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Dumbing Down Baptism

By Dr Roger Copeland

Baptism is important. Your baptism is important! Yet, there is an attempt by some to dumb down baptism; to speak of it as though the candidate, mode, and authority do not matter. The source of this dumb down tactic may be surprising. Baptist people have Biblically and historically maintained that baptism is scriptural only when the candidate is a genuine believer in Jesus Christ, the mode is immersion, and the administrator is a scriptural church. Ultimately, behind all perversions of truth is Satan. Because baptism pictures the death, burial, and resurrection of Jesus, Satan seeks to pervert it any way he can. He has many willing pawns.

The First Baptist Church in Springdale, Arkansas has a new twist on baptizing children. In their children’s department, they have a baptistery built inside a fire truck. You read it right – a fire truck. When the child is baptized, bells ring and confetti is sprayed on the child. The article this editor read said, “It’s a pretty big deal to get baptized in Springdale, Ark.” Silly me – I thought getting baptized in Ten Mile Creek was a pretty big deal! What child would not want to get baptized, saved or lost, if they knew getting baptized would set bells to ringing and confetti shooting into the air? A baptistery built inside a fire truck is a long way from the Jordan River in more ways than one. Baptism is dumbed down when it is portrayed as entertainment.

Another, equally disturbing, attack on baptism comes from the Henderson Hills Baptist Church (SBC) in Edmond, OK. Earlier in the summer, the church was set to vote on a proposal to eliminate baptism as a requirement for church membership. According to BP News, the pastor of Henderson Hills said, “Our concern is for Christians in two categories, those who physically cannot experience immersion due to a disability, and for those who are under the mistaken conviction that sprinkling is baptism.” The pastor continued, “We often sacrifice our opportunity to teach and influence those mistaken Christians by rejecting them or we unintentionally promote an unbiblical motive for baptism, making it little more than a rite of initiation into church membership. Why not allow them the blessings, responsibilities, and protection of church membership, and then teach, pray, and influence them towards biblical baptism?”

There was quite an outcry from Baptists people both inside and outside the state of Oklahoma. The “elders” of Henderson Hills Baptist Church later decided against bringing the issue to a church vote. The pastor said the elders were “no longer in consensus that we are ready to move forward.” In the articles I have read, the pastor never admitted any wrong. Instead he said, “We do not believe that the intent of the bylaw change is wrong but the concern exists that we may have been incomplete and we are out of time to even begin to discuss and possibly adjust it and meet the announced schedule. Because of this, we are not going to ask the church to vote on the proposal. We simply are no longer in consensus as a council.”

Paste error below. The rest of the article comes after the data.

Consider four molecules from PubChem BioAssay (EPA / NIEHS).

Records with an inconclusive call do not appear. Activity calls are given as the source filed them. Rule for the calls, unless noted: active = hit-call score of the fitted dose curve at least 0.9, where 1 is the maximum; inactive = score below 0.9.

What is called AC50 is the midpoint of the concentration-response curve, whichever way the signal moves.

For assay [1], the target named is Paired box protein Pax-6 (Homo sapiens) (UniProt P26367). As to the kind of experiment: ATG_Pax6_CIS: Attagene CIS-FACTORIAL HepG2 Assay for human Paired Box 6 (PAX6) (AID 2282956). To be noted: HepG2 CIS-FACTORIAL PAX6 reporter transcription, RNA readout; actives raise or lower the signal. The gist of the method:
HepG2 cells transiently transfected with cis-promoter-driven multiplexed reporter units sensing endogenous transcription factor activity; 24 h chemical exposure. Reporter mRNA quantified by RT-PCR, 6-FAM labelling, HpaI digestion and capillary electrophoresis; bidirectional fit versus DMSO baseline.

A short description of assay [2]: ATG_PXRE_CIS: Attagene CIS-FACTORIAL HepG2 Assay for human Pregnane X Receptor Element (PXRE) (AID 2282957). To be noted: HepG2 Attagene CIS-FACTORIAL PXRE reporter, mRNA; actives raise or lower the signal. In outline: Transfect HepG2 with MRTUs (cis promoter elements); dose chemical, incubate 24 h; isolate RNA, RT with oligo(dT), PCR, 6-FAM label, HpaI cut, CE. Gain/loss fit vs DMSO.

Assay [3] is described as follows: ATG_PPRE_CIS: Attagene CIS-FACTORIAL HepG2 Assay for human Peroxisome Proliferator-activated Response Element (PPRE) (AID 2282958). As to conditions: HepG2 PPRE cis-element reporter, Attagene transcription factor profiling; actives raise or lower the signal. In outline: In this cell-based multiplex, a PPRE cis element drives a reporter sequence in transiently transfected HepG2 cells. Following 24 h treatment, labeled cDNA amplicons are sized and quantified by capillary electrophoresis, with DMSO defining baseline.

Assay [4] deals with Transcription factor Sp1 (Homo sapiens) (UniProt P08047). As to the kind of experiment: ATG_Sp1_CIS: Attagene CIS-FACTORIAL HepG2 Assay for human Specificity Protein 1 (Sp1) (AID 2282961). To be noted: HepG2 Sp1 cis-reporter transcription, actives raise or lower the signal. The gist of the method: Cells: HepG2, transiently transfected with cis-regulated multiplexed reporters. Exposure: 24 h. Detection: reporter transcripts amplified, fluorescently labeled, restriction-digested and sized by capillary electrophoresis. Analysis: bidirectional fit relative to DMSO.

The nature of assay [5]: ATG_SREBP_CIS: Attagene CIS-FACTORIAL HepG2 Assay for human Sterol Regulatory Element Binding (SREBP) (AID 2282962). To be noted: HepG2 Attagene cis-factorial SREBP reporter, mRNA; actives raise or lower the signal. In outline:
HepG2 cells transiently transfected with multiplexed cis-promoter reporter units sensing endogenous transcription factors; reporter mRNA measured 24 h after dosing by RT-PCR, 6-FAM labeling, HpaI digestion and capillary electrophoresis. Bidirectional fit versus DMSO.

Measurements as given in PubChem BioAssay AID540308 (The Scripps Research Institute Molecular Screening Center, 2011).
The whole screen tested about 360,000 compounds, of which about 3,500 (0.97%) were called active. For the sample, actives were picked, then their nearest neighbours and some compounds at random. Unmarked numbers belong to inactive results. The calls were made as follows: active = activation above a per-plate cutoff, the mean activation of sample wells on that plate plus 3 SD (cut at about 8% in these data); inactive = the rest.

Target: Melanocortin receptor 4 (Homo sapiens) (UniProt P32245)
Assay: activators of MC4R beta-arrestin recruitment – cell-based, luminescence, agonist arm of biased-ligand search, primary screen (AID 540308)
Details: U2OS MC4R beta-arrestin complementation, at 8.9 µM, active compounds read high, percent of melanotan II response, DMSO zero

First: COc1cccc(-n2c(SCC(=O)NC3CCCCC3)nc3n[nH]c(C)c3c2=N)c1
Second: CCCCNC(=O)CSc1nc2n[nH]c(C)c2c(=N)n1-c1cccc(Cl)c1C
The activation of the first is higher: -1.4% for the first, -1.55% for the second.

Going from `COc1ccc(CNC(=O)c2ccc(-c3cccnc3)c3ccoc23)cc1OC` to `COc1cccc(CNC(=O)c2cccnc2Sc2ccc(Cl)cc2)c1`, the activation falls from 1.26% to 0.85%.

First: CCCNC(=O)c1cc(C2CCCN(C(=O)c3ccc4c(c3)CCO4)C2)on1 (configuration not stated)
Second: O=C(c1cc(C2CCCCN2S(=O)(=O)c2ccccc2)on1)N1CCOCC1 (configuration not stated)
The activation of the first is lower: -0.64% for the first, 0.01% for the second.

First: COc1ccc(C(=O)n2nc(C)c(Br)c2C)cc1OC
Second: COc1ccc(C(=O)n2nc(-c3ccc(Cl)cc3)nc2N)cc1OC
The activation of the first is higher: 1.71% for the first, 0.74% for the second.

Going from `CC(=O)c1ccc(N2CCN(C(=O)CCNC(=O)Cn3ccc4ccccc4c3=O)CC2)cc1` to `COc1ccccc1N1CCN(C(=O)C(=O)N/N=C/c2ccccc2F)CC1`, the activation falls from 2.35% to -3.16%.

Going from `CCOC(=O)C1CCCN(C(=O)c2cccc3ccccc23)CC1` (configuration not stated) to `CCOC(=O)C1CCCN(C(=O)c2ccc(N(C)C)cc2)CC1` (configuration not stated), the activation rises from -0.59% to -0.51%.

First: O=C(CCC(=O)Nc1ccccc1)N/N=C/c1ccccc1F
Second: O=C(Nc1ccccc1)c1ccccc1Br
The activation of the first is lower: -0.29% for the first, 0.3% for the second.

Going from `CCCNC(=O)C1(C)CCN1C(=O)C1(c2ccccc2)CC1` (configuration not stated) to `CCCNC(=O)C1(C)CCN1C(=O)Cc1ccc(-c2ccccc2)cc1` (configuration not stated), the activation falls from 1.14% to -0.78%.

The Bible, to this editor, makes it clear that the church membership is to be made up of people that have been saved and scripturally baptized. The Great Commission given by the Lord states, “Go ye therefore, and teach all nations, baptizing them in the name of the Father, and of the Son, and of the Holy Ghost: Teaching them to observe all things whatsoever I have commanded you: and, lo, I am with you alway, even unto the end of the world. Amen” (Matthew 28:19-20). There is a logical order to the Commission.

The first church understood and practiced this order. They never envisioned that someone would say “yes” to Jesus, but “no” to baptism. Further, it is unfathomable that one would be saved and baptized but refuse to become a member of the baptizing church. Acts 2:41 states, “Then they that gladly received his word were baptized: and the same day there added unto them about three thousand souls.”

The commands and pattern concerning baptism in the New Testament cannot be improved. Baptism is not to be put on a level with a game show. Baptism is not to be considered unimportant because people in the world do not agree with what we believe about it. Baptism is the command of the Head of the church, Christ Jesus. He left the rules that govern baptism and man is in no position to change them.

[This article originally appeared in the Missionary Baptist Searchlight, published by the Missionary Baptist Seminary in Little Rock, Arkansas, Volume 66, Number 1, October 2006. “Dumbing Down Baptism” was the topic of “Editor’s Notes” by Dr. Roger Copeland. It is reprinted here with permission from Dr. Roger Copeland.]

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